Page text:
Marathon: Durandal was one of the pioneering multiplayer FPS titles, both on a competitive and co-operative front, and was one of the first games to allow online voice chat. While it will be nowhere near as endearing as modern multiplayer and it looks a tad stiff in this day and age, it provides some interesting insights into the origins of many FPS conventions. You can play with up to eight players and Durandal has a few still unique conventions and modes. Unfortunately, we had a bit of trouble finding games, as it seems that there aren’t a lot of people playing right now.

That could be dangerous.

That could be dangerous.
Graphically, the game has been re-jigged for HD sets and had the framerate cranked up. The environments are in full 3D but models are sprite based, and backgrounds are pre-rendered. Still, the game manages to retain a unique style among the simple geometry and sometimes repetitive landscapes. There have been reports of players having motion sickness while playing. This has been attributed by many to the rapid framerate, and we found that in confined spaces, the blur of the textures could be disconcerting, but we also found that it was less bothersome the more that we played. The game has an excellent opening theme, but not much music otherwise, which was disappointing. The sound effects were ahead of their time, and are still great all-round and provide a wonderful atmosphere, particularly as an enemy hits you or flowing water is nearby, but there are also lot of sparse moments.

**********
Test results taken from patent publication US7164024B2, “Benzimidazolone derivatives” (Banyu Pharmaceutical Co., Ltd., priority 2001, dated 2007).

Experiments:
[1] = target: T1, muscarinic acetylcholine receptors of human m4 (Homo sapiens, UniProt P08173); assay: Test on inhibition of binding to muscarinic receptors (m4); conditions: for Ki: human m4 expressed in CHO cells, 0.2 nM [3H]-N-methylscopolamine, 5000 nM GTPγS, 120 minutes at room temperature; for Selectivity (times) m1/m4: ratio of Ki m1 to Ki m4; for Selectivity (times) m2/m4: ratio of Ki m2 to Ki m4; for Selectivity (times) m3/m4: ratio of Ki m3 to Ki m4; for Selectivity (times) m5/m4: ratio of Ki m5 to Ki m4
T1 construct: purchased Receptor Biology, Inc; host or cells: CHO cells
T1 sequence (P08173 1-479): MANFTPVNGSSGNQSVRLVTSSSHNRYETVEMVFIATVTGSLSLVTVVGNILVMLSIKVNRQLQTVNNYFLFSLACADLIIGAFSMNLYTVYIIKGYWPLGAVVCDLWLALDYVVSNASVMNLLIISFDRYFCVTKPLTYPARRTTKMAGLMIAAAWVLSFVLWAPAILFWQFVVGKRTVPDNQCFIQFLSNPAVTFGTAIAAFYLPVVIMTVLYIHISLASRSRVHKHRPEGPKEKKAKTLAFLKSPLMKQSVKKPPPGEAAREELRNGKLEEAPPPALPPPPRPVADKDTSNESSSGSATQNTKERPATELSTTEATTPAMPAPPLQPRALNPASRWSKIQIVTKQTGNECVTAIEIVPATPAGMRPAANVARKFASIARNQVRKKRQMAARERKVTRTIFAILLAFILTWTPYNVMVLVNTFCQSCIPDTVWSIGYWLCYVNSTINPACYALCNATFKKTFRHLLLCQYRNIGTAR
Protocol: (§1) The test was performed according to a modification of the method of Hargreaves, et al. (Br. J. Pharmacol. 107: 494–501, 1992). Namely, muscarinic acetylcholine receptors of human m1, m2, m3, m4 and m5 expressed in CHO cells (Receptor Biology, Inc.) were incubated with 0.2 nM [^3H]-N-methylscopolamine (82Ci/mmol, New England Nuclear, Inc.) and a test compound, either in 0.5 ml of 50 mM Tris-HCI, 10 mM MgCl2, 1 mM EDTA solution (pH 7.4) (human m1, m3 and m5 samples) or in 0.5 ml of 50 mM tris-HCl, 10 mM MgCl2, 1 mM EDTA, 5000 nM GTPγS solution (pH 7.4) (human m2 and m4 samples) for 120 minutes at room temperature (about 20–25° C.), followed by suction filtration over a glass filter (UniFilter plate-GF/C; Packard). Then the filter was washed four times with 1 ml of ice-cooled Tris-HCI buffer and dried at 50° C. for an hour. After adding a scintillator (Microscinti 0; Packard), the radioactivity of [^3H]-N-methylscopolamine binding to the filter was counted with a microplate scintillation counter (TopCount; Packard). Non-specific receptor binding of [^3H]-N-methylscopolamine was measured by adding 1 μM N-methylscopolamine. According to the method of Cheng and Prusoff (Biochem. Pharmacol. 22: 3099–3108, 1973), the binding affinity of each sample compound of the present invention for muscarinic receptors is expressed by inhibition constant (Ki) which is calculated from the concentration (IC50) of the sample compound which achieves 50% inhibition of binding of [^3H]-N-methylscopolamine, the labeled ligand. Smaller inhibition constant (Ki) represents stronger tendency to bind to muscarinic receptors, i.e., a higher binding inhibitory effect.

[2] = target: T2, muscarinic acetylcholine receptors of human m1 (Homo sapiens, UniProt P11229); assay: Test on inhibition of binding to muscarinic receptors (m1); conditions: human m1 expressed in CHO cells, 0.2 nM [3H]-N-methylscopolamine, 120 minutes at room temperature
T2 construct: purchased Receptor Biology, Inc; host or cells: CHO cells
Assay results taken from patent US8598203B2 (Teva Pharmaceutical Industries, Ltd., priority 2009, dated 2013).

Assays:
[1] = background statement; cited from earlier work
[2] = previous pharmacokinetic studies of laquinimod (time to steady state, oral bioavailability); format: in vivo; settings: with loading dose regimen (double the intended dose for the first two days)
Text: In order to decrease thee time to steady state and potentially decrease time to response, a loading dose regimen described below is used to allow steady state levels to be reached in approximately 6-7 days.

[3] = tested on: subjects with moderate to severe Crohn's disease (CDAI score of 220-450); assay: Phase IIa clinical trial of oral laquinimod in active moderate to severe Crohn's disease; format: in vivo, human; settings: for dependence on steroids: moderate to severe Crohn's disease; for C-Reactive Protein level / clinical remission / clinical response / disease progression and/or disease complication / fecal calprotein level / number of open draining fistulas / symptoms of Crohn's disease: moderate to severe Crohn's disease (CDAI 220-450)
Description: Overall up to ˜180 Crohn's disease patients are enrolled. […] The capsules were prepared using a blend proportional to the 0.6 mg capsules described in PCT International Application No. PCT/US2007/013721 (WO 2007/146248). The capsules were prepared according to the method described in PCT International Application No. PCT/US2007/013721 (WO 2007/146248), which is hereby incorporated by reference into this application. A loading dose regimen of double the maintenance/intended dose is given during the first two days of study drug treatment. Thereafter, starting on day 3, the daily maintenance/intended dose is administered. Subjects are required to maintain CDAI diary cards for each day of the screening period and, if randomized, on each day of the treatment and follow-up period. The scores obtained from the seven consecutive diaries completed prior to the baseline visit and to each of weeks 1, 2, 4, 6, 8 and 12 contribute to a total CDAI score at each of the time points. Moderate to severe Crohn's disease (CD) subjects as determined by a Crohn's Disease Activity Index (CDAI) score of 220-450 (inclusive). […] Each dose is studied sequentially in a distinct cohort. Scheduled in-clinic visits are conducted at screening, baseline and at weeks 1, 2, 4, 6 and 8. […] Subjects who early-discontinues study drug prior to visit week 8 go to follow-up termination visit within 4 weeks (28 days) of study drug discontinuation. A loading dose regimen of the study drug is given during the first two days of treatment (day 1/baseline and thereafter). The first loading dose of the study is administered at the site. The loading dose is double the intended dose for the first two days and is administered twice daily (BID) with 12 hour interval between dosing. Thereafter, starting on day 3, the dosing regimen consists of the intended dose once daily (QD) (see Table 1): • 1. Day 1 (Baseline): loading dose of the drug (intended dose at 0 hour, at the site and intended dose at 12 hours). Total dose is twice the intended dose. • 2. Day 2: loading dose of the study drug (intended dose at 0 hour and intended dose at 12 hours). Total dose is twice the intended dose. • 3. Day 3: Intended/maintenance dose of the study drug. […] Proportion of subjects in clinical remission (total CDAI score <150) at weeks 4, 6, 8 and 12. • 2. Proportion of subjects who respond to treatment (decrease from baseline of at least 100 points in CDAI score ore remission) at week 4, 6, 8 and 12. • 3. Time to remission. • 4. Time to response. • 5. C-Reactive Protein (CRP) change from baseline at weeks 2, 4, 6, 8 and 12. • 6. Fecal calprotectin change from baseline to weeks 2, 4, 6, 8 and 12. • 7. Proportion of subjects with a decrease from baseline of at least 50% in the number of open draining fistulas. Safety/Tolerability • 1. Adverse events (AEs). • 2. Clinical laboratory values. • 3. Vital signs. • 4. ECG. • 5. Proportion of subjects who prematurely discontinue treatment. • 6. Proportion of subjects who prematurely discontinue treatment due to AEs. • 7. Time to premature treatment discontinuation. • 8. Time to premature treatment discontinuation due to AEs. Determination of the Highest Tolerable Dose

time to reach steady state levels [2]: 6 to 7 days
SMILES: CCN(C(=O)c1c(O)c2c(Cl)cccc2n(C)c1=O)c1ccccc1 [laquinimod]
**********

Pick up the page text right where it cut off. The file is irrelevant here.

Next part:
Marathon: Durandal is one of the best value games on the XBLA. You could spend more time playing through this than Halo, and at a fraction of the cost. There are aspects of the game that are archaic and it’s not a good game in short bursts, however, it provides a mysterious and lengthy experience for anyone who is willing to immerse themselves (and get around the weird pronunciations). It’s a shame that the multiplayer isn’t very populated as it can be good for some old school fun. You may want to download the demo first though, just to see how you are affected by the game’s framerate.
The Score
If you can get past the potential motion sickness, you've got a simple but lengthy and engrossing adventure with Marathon: Durandal. 7
Looking to buy this game right now? PALGN recommends www.Play-Asia.com.

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6 years ago
It is hard to justify the purchase though, with Bungie releasing the games for free and all.
6 years ago
Not really - the XBLA package is a much, much MUCH nicer front end than A1. Well worth the asking price.
6 years ago
drinniol wrote
Not really - the XBLA package is a much, much MUCH nicer front end than A1. Well worth the asking price.
Really? Hmm, I was slightly tempted by the four player split screen, but other than the game being freely available legally, the review says its hard to find players, which of course would suck icon_sad.gif

But damnnn those new sprites are sexy..
6 years ago
Unfortunately I'm one of those people who actually gets sick from playing this game.. Actually this is the only game that has ever gave me a headache and feel dizzy just from the visuals. I knew I should have tried the demo before buying the full thing.. Oh well at least I got to play a few levels, maybe I could do like 10 mins at a time or something..
6 years ago
The default sensitivity is way higher than it was in the original game, and they turned off the view bob. If you drop the sensitivity a couple of notches and turn on the bobbing, you'll find it makes you feel a lot less sick.

I find the most frustrating thing is that they've modified the drone's hitbox slightly. My shots often pass through the bottom tip of them. Other than that, great game, though admittedly I was a fan of this back when it was new.